Vinod Ramchandra Jadhav On Entrepreneurship: 3 Things That Will Make Turning a Profit Easier

Making a profit as an entrepreneur doesn't have to be complicated if you place importance on the right things.

You may have become an entrepreneur to make a profit and achieve financial independence. While making a profit is as simple as bringing in more money than you're spending, getting to a point where that happens is more difficult than it sounds. There are a number of things you can do to make the journey to that point a lot easier.

1. Building Relationships

You can't do anything alone as an entrepreneur. At the very least, you need customers. Beyond that, you need suppliers, investors, and employees, as well as the community that grows around your offering. Problems come up when you fail to create and nurture these relationships, and forget that no matter how big an organization or group is, they're made up of individuals.

Forgetting that they are people can result in a cold approach that hinders your attempts to build relationships with these groups. Your employees will be dissatisfied, which will affect their performance. Customers rarely go back to a business that treats them like money dispensers.

There are a number of things you can do if you remember that they're individuals. Talk to your suppliers and understand that they have lives of their own. Collaborate with them and find a solution for their late deliveries. Find investors who agree with the way you run your company and how you want to offer your product to the world. Make sure that your customer service is on point to create return customers and a persistent revenue stream.

2. Purposeful Action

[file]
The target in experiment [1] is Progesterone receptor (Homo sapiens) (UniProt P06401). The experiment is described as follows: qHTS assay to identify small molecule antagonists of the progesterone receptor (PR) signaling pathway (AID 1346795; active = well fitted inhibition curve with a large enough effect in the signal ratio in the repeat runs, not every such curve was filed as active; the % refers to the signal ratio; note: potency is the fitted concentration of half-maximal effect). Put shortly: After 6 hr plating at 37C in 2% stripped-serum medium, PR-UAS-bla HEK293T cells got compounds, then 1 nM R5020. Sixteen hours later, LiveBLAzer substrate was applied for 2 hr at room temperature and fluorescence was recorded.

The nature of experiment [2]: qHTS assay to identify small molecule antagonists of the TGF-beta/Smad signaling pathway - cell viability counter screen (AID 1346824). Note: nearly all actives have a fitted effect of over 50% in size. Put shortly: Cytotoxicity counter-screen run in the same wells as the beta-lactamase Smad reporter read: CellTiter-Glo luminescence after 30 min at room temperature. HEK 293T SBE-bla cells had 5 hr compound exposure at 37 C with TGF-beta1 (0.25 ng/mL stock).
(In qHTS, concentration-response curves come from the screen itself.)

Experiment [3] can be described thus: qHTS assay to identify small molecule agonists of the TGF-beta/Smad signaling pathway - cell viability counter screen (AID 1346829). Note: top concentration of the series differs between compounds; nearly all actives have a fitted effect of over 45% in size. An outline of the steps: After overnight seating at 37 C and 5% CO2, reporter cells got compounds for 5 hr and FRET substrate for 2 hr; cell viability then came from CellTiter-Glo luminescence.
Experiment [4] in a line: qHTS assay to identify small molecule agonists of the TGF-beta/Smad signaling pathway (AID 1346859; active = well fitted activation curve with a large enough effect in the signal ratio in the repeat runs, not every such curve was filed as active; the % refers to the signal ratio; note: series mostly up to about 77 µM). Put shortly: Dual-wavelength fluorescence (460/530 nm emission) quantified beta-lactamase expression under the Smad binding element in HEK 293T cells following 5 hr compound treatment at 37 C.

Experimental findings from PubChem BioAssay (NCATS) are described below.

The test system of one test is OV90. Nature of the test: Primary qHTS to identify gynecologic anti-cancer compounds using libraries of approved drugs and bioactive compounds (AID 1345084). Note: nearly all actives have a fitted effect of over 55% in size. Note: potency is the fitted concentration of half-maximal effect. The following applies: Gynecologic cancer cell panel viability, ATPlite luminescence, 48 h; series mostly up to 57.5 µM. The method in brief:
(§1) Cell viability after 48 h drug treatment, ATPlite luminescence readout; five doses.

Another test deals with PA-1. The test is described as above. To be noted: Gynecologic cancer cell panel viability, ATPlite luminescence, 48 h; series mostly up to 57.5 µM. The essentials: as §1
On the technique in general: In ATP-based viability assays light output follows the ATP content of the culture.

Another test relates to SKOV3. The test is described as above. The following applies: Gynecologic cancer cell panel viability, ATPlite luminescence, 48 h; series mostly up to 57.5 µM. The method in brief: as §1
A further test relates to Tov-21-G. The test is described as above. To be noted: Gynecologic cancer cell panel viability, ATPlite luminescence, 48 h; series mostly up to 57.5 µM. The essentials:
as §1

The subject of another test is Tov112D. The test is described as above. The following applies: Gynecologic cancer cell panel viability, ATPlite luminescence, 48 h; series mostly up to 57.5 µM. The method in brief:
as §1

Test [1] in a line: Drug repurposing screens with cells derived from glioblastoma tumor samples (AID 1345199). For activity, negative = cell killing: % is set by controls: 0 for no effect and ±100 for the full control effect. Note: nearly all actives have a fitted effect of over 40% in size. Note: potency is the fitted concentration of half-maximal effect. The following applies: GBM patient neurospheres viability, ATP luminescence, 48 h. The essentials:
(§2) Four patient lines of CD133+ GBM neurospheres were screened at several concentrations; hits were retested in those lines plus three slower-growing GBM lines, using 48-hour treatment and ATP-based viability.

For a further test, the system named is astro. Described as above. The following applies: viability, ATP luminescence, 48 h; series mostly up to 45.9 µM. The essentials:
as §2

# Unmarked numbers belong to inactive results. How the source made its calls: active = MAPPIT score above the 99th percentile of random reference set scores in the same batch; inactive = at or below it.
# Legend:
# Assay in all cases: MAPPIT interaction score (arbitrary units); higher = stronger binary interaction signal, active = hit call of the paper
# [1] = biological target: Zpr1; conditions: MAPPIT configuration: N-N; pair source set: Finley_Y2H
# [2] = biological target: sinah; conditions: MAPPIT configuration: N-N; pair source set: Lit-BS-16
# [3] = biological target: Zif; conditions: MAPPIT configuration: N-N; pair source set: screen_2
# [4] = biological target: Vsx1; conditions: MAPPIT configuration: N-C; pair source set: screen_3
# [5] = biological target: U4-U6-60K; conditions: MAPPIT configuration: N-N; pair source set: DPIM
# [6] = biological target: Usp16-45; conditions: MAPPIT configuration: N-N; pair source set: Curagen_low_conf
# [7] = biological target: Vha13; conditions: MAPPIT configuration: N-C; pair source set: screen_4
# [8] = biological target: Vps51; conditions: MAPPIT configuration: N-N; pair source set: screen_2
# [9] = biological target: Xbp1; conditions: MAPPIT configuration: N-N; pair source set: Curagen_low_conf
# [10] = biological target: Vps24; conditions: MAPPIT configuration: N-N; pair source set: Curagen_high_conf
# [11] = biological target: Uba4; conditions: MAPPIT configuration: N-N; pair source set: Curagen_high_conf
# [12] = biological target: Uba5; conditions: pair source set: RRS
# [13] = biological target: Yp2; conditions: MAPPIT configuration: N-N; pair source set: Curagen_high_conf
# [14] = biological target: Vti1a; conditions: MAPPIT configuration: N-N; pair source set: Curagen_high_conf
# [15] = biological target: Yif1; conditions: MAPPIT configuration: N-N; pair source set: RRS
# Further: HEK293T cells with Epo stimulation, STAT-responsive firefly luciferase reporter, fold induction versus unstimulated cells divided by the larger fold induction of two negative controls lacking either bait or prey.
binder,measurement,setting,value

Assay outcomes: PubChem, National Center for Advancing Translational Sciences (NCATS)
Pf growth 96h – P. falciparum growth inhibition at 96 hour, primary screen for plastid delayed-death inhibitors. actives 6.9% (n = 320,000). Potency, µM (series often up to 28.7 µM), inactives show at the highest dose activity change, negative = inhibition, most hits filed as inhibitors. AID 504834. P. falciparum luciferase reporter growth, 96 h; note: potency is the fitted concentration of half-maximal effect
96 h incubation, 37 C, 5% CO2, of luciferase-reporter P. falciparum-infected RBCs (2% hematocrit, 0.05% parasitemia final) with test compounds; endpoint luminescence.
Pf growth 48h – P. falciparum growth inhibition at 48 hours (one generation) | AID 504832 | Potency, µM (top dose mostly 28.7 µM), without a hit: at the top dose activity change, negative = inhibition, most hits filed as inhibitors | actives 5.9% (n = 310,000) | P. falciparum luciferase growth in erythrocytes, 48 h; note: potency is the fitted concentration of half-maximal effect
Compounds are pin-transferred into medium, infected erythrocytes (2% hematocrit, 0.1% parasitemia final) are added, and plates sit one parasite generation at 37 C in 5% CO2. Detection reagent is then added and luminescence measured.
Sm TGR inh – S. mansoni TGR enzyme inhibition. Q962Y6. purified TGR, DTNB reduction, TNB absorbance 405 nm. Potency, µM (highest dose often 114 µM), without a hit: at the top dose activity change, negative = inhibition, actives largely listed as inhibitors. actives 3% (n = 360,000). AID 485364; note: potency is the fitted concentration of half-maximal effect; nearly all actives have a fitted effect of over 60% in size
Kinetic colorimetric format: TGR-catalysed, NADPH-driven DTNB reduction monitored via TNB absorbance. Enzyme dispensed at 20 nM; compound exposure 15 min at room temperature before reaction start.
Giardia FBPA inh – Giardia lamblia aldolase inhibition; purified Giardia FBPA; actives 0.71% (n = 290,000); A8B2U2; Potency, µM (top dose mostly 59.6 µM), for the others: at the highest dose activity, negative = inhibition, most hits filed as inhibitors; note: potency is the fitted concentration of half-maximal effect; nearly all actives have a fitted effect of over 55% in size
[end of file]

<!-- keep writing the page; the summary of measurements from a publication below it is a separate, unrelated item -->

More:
Entrepreneurs are by nature inherently busy. There's always another fire to put out, another idea to bring to life. You may find yourself forgetting to ask a simple question, one that should power every action you take: why?

Every move you make must have intent. How you position your product, why that product has those features, even how you determine your branding -- all of these and more must have intent behind them; there must be a clear reason. Even your reason for getting into entrepreneurship is relevant. Are you here just to make money or because you have a vision for how the world should be?

Constantly asking, and knowing, why is what will give your actions and your company consistency. At every decision point, you must ask why you're doing it. Not only will it clarify what you want out of that action, but it will also ensure that what you're doing is consistent with your reasons for being an entrepreneur. This can lead to a unified effort from you and your partners, which results in improved performance.

3. Being Proactive

Due to the sheer number of things you handle on a daily basis, you may find yourself adopting a reactionary stance. It seems like a smart move, since problems are going to come up and interrupt your tasks, so you may as well brace for impact. The issue with this stance is that reacting to problems rarely gives you the opportunity to look to the future and consider the consequences. Things are interconnected, and if you don't think about what you're doing, it's likely that you'll end up disrupting something down the line, which can impact productivity and your profit margins.

Taking initiative gives you the opportunity to think about what your actions will affect, and prepare for those consequences. It gives you the time to process what you're about to do properly. In most cases, your company should also be positioned to act instead of react. Being reactive will cost you a lot in terms of money and resources, which not only will affect your profit margins but cut into what meager capital you have. That isn't to say that there aren't times where the company shouldn't be reactive, but pushing your agenda should be the default state.

Making a profit as an entrepreneur doesn't have to be complicated if you place importance on the right things. Pay attention to your partners and nurture your relationships with them. Make sure everything you do has a purpose, and stay active instead of reactive. Do these things, and you'll make it easier for your start-up to starting bringing in profit.

About Vinod Ramchandra Jadhav: A self-described first generation Entrepreneur, Mr. Vinod Ramchandra Jadhav is the Chairman of SAVA Group and Devtech M2M. With a professional career spanning more than two decades, he is well versed in marketing, sales, supply chain management, and regulatory and corporate affairs in various capacities.

Wisdom, Success, progress, Improvement , Entrepreneur, Career Advice

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